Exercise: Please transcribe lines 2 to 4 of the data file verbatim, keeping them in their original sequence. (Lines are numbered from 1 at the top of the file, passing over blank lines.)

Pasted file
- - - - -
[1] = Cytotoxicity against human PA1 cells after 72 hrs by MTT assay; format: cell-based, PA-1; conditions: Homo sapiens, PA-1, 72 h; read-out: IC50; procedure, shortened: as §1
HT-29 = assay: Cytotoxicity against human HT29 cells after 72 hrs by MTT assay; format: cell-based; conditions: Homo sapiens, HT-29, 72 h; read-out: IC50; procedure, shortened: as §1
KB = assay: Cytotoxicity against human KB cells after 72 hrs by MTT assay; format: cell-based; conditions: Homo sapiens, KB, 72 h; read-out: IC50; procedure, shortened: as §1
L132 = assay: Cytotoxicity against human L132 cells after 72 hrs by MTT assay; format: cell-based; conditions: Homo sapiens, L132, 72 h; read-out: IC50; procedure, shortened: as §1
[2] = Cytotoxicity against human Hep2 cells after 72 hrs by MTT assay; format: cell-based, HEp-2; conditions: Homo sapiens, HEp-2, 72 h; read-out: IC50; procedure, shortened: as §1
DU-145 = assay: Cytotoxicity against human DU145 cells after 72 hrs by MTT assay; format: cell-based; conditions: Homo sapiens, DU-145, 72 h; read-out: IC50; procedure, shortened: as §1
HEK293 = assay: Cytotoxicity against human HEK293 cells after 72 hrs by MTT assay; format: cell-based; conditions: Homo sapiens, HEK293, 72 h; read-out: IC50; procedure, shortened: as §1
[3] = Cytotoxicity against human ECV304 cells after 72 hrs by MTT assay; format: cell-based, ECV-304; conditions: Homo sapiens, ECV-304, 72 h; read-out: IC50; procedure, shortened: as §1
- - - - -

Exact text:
HT-29 = assay: Cytotoxicity against human HT29 cells after 72 hrs by MTT assay; format: cell-based; conditions: Homo sapiens, HT-29, 72 h; read-out: IC50; procedure, shortened: as §1
KB = assay: Cytotoxicity against human KB cells after 72 hrs by MTT assay; format: cell-based; conditions: Homo sapiens, KB, 72 h; read-out: IC50; procedure, shortened: as §1
L132 = assay: Cytotoxicity against human L132 cells after 72 hrs by MTT assay; format: cell-based; conditions: Homo sapiens, L132, 72 h; read-out: IC50; procedure, shortened: as §1